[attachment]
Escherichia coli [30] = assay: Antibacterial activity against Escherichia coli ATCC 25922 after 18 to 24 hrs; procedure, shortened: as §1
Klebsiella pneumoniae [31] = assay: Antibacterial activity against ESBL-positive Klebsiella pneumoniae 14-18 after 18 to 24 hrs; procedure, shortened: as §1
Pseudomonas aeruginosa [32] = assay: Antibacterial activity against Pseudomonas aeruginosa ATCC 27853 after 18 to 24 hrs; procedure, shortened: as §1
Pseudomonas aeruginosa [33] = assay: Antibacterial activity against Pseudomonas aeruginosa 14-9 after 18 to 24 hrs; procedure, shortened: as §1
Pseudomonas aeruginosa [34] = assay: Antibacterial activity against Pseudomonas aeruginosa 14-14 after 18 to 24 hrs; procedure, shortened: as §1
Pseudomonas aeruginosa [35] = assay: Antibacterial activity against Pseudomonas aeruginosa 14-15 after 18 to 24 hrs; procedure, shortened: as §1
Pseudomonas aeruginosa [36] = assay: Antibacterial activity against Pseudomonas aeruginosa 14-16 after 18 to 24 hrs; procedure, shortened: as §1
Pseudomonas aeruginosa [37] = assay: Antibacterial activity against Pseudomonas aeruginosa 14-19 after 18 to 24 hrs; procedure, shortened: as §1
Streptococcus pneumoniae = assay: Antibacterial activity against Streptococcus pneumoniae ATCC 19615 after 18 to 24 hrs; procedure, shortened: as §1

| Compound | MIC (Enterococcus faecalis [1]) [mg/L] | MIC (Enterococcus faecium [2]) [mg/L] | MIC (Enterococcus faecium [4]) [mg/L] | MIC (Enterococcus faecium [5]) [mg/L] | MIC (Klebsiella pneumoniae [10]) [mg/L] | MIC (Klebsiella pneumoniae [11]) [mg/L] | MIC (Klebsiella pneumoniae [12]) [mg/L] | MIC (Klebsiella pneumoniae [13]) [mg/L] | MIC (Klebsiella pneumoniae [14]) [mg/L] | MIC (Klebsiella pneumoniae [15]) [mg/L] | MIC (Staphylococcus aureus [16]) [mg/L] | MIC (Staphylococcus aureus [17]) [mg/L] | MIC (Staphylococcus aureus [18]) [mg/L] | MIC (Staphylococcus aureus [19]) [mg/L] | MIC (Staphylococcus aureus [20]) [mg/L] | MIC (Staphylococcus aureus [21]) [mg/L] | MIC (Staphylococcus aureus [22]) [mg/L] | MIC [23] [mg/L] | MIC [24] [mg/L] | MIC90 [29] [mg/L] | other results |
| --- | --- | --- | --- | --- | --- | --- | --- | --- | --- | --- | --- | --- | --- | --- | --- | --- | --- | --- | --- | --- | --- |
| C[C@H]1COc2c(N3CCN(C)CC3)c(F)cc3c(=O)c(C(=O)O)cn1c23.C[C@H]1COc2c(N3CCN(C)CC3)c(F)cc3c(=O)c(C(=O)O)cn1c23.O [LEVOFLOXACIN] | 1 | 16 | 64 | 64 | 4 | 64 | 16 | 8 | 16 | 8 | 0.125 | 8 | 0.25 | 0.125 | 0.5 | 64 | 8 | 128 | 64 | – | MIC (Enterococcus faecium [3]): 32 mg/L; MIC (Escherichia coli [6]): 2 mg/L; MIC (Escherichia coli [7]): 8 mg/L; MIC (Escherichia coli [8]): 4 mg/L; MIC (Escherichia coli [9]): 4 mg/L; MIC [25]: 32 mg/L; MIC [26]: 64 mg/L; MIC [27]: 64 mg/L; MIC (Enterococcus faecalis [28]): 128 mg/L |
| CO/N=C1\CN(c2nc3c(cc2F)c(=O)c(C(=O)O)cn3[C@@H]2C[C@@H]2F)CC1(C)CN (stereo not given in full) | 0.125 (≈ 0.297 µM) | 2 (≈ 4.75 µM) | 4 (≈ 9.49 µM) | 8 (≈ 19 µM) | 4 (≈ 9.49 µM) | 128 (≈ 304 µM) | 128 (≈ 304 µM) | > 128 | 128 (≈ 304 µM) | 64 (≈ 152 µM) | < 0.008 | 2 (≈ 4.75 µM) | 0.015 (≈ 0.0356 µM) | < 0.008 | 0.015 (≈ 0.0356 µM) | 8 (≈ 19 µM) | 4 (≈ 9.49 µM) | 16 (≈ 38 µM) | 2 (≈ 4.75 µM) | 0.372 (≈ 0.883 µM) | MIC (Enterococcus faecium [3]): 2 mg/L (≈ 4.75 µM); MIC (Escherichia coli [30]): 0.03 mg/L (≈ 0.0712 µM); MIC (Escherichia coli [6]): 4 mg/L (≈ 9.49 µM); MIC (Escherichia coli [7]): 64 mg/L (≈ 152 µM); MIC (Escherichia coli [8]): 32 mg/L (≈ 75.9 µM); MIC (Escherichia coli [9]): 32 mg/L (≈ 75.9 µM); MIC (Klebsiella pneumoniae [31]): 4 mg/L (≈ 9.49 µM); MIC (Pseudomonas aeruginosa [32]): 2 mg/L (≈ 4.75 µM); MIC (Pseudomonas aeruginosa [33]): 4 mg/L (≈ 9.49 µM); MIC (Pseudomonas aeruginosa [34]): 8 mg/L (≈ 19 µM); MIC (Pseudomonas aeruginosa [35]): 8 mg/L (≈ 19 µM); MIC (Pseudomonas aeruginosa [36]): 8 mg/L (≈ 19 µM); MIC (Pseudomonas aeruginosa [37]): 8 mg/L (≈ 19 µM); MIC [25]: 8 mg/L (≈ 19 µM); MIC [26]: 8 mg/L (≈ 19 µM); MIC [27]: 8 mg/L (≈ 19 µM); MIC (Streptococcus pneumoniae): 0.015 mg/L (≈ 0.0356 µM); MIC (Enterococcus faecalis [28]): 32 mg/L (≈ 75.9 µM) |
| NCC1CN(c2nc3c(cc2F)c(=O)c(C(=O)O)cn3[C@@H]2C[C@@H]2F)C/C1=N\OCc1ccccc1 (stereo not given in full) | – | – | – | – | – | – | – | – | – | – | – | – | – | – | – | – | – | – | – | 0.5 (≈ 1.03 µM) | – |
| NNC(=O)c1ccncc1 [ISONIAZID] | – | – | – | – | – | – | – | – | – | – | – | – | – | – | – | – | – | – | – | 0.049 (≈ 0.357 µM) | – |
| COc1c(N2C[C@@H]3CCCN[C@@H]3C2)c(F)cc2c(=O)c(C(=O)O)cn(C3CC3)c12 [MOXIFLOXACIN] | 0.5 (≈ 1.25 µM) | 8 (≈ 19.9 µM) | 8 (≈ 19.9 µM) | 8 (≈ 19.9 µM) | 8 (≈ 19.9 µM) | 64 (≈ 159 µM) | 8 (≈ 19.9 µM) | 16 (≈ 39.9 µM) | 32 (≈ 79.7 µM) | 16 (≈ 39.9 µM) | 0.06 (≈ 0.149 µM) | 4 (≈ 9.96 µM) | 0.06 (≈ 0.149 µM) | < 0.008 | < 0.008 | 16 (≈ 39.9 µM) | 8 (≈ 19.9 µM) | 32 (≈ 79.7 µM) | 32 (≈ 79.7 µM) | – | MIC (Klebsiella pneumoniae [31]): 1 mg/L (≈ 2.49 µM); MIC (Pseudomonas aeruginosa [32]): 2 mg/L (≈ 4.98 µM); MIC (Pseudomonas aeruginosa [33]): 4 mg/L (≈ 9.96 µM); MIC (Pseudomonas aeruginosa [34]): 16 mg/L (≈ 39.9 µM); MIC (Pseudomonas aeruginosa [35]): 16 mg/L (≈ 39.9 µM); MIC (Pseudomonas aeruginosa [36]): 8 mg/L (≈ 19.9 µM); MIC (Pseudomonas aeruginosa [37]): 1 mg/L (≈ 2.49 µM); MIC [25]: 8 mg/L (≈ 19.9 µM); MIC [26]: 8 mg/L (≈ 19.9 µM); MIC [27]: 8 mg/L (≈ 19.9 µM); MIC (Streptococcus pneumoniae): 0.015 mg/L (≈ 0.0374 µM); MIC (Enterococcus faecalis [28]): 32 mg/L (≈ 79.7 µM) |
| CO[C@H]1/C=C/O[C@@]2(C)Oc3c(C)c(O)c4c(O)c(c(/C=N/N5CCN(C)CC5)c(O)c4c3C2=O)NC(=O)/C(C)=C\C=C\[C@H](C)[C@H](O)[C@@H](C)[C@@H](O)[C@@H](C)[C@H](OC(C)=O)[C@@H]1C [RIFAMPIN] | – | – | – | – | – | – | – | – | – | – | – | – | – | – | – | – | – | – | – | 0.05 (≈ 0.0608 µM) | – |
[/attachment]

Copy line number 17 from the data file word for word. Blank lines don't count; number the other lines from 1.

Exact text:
| CO[C@H]1/C=C/O[C@@]2(C)Oc3c(C)c(O)c4c(O)c(c(/C=N/N5CCN(C)CC5)c(O)c4c3C2=O)NC(=O)/C(C)=C\C=C\[C@H](C)[C@H](O)[C@@H](C)[C@@H](O)[C@@H](C)[C@H](OC(C)=O)[C@@H]1C [RIFAMPIN] | – | – | – | – | – | – | – | – | – | – | – | – | – | – | – | – | – | – | – | 0.05 (≈ 0.0608 µM) | – |